January 5, 2017

Capturing People In Travel Photography

Filed under: photography — spanjavan @ 8:25 pm

People are part of the scene. It doesn’t make any sense to try to avoid them when taking photos. I fully embrace the idea of including people in my photos. Oftentimes, They become the main subject.

We all have a good idea about the size of a human body. Simply having a person or persons in the photo can provide an overall sense of scale. In an urban setting, how they dress, their actions, and their facial expression can be a good reflection of locality.


In the shot above, having the tourists in the shot gives the sense of size to the Buddha statue.


In the shot above, the gesture came when the man on the tricycle turned around to check me out.


In the shot above, this couple both wearing read, arrived on a motorbike and started to take some selfie pictures with the mosque.  Instead of trying to avoid capturing them, I made them and their motorbike part of the composition.


The man in the above photo came to worship the Guan Yin statue at a Chinese temple in Hat Yai.  When I saw him raised his arms, I quickly composed and took the snap.


This old lady sells Thai desserts off her row boat at a floating market in Bangkok. She wears a classical style straw hat with a flat top that used to be commonly worn by farmers back in the old days. I spotted her from the distance and rushed toward her to take this photo.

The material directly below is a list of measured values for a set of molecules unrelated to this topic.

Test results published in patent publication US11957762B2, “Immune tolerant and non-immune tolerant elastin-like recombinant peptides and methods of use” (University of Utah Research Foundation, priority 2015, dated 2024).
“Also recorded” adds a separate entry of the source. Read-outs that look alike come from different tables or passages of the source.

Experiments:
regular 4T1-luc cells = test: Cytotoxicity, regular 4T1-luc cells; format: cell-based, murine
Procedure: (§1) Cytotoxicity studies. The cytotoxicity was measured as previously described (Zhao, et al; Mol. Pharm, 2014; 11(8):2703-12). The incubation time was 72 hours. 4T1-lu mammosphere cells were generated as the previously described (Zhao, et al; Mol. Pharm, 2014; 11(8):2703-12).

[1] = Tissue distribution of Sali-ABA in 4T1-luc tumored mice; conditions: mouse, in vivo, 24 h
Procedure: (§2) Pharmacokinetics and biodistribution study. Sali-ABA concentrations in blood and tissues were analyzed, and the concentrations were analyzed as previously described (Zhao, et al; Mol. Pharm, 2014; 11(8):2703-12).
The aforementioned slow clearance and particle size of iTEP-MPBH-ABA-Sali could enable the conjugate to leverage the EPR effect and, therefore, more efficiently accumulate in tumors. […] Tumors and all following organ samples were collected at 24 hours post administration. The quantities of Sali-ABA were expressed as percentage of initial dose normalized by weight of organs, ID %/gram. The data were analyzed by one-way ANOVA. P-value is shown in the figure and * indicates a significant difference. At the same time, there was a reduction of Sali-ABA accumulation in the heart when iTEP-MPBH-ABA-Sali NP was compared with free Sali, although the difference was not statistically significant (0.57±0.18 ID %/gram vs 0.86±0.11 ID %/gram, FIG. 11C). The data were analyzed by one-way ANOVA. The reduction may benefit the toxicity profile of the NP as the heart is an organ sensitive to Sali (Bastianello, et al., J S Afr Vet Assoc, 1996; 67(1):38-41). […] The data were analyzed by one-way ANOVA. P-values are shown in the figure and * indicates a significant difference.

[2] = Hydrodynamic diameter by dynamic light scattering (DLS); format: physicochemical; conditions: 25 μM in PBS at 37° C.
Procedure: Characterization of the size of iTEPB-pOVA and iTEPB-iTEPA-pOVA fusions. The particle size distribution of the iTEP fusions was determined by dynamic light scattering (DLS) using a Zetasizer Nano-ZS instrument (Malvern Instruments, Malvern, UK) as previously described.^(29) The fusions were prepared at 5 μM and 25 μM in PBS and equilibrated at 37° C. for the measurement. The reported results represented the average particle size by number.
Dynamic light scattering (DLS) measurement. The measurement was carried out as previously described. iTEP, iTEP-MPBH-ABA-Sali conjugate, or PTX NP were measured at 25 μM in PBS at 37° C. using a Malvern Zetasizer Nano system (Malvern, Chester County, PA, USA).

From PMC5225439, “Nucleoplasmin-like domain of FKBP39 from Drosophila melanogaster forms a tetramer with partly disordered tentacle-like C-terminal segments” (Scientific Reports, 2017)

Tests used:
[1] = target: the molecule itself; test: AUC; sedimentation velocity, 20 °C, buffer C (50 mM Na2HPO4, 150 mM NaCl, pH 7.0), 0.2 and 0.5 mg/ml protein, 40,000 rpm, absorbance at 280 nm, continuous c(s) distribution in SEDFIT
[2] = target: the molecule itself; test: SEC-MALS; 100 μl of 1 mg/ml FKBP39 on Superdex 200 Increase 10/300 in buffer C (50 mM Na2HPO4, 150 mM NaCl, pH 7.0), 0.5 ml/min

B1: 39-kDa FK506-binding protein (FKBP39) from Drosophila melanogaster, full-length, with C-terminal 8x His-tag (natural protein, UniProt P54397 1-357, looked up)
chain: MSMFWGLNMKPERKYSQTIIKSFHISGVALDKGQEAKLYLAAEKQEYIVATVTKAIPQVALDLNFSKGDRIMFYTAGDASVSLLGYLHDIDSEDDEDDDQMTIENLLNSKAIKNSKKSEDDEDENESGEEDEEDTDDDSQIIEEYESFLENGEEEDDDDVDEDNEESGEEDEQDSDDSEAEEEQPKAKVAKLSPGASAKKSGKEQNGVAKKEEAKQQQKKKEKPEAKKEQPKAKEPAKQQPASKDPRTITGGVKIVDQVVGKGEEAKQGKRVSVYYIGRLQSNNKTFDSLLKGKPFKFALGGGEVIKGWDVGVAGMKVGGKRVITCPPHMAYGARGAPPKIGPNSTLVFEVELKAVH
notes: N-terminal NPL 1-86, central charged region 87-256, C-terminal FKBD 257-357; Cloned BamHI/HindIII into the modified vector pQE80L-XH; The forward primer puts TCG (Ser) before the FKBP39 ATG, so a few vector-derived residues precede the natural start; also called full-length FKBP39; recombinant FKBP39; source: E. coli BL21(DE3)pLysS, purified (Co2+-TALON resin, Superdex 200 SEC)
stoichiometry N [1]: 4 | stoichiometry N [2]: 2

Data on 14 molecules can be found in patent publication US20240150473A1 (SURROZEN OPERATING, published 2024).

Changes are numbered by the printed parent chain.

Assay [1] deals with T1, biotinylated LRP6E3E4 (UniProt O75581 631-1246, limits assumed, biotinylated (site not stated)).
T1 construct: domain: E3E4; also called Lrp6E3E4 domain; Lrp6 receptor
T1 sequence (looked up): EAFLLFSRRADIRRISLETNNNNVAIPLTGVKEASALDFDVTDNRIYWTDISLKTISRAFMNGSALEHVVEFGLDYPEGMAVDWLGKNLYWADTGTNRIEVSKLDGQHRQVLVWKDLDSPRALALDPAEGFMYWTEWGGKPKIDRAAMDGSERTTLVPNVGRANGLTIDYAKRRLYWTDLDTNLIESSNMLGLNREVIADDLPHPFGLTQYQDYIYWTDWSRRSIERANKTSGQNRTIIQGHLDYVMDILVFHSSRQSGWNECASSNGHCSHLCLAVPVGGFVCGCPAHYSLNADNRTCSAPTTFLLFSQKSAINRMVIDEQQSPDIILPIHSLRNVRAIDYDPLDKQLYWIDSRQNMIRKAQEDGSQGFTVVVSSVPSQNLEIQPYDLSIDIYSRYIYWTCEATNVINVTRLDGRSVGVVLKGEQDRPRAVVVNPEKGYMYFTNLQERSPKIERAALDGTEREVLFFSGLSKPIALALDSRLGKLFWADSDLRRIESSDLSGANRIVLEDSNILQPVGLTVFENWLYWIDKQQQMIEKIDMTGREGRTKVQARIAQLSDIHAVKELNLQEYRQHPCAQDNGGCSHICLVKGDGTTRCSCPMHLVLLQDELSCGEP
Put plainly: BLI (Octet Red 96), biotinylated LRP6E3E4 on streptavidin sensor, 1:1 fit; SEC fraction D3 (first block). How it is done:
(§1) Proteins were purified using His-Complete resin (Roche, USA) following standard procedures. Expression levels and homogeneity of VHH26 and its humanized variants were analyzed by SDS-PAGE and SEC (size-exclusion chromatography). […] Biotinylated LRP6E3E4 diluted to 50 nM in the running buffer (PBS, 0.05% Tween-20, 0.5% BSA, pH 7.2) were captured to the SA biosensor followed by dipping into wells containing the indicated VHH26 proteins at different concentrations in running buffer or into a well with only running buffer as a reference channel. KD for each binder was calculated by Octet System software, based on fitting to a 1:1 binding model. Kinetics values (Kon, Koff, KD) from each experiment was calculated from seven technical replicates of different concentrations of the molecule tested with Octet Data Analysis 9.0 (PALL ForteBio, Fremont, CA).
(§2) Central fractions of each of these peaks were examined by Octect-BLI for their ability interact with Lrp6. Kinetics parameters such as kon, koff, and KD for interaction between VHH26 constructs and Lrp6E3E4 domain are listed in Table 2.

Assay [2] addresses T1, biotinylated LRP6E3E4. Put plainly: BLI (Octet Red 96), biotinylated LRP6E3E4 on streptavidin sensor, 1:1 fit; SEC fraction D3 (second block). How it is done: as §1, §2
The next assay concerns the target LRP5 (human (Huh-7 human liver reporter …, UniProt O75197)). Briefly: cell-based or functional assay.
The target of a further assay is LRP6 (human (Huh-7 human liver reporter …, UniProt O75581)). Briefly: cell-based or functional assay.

Shooting in an uncontrolled environment can be a hit or miss thing.  It’s just part of the process.  In the digital world, taking bad shots doesn’t add to the cost.  However, it’s still very important to be deliberate about each shot as much as possible, and not just spray and pray.  One key thing is to eliminate/minimize distraction.  I often take multiple shots while trying to anticipate the moment as the scene continues to change.   The majority of the time because the scene never materializes as I expected, I would come out empty.  Every once in a while, I would get shots I like.

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